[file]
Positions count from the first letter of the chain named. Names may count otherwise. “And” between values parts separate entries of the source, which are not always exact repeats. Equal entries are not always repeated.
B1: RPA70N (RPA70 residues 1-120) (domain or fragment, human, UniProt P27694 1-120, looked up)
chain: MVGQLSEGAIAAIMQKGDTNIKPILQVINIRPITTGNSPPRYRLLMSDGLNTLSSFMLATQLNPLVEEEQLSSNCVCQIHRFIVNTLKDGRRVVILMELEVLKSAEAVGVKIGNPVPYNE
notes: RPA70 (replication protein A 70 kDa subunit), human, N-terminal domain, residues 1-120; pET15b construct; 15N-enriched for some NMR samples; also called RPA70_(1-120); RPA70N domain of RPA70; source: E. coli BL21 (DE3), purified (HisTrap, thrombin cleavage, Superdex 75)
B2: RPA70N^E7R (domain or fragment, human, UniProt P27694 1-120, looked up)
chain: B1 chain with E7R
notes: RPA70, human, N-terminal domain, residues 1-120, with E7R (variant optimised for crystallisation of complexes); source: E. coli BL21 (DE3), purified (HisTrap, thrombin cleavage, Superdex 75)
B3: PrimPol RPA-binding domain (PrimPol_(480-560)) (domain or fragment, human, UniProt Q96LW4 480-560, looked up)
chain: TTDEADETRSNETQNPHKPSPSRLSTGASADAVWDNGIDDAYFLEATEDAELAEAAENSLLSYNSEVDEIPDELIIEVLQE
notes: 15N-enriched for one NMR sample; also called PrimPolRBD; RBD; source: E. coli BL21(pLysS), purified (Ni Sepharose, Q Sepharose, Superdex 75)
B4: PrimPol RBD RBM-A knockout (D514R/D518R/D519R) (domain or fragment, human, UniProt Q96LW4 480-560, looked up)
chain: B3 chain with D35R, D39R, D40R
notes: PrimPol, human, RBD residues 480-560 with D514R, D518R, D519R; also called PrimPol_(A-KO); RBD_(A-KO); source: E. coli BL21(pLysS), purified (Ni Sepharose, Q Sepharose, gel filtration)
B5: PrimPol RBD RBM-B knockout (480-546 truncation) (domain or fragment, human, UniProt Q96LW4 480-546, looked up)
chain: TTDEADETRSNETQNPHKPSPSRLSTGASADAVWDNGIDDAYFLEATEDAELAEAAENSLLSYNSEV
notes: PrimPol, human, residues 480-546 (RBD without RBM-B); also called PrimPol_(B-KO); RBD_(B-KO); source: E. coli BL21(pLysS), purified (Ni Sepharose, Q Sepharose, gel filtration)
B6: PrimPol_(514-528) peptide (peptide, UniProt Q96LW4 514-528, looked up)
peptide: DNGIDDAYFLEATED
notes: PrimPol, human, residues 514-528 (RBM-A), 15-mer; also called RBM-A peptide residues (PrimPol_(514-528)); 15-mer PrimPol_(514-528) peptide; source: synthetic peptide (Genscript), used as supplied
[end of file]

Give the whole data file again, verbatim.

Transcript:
Positions count from the first letter of the chain named. Names may count otherwise. “And” between values parts separate entries of the source, which are not always exact repeats. Equal entries are not always repeated.
B1: RPA70N (RPA70 residues 1-120) (domain or fragment, human, UniProt P27694 1-120, looked up)
chain: MVGQLSEGAIAAIMQKGDTNIKPILQVINIRPITTGNSPPRYRLLMSDGLNTLSSFMLATQLNPLVEEEQLSSNCVCQIHRFIVNTLKDGRRVVILMELEVLKSAEAVGVKIGNPVPYNE
notes: RPA70 (replication protein A 70 kDa subunit), human, N-terminal domain, residues 1-120; pET15b construct; 15N-enriched for some NMR samples; also called RPA70_(1-120); RPA70N domain of RPA70; source: E. coli BL21 (DE3), purified (HisTrap, thrombin cleavage, Superdex 75)
B2: RPA70N^E7R (domain or fragment, human, UniProt P27694 1-120, looked up)
chain: B1 chain with E7R
notes: RPA70, human, N-terminal domain, residues 1-120, with E7R (variant optimised for crystallisation of complexes); source: E. coli BL21 (DE3), purified (HisTrap, thrombin cleavage, Superdex 75)
B3: PrimPol RPA-binding domain (PrimPol_(480-560)) (domain or fragment, human, UniProt Q96LW4 480-560, looked up)
chain: TTDEADETRSNETQNPHKPSPSRLSTGASADAVWDNGIDDAYFLEATEDAELAEAAENSLLSYNSEVDEIPDELIIEVLQE
notes: 15N-enriched for one NMR sample; also called PrimPolRBD; RBD; source: E. coli BL21(pLysS), purified (Ni Sepharose, Q Sepharose, Superdex 75)
B4: PrimPol RBD RBM-A knockout (D514R/D518R/D519R) (domain or fragment, human, UniProt Q96LW4 480-560, looked up)
chain: B3 chain with D35R, D39R, D40R
notes: PrimPol, human, RBD residues 480-560 with D514R, D518R, D519R; also called PrimPol_(A-KO); RBD_(A-KO); source: E. coli BL21(pLysS), purified (Ni Sepharose, Q Sepharose, gel filtration)
B5: PrimPol RBD RBM-B knockout (480-546 truncation) (domain or fragment, human, UniProt Q96LW4 480-546, looked up)
chain: TTDEADETRSNETQNPHKPSPSRLSTGASADAVWDNGIDDAYFLEATEDAELAEAAENSLLSYNSEV
notes: PrimPol, human, residues 480-546 (RBD without RBM-B); also called PrimPol_(B-KO); RBD_(B-KO); source: E. coli BL21(pLysS), purified (Ni Sepharose, Q Sepharose, gel filtration)
B6: PrimPol_(514-528) peptide (peptide, UniProt Q96LW4 514-528, looked up)
peptide: DNGIDDAYFLEATED
notes: PrimPol, human, residues 514-528 (RBM-A), 15-mer; also called RBM-A peptide residues (PrimPol_(514-528)); 15-mer PrimPol_(514-528) peptide; source: synthetic peptide (Genscript), used as supplied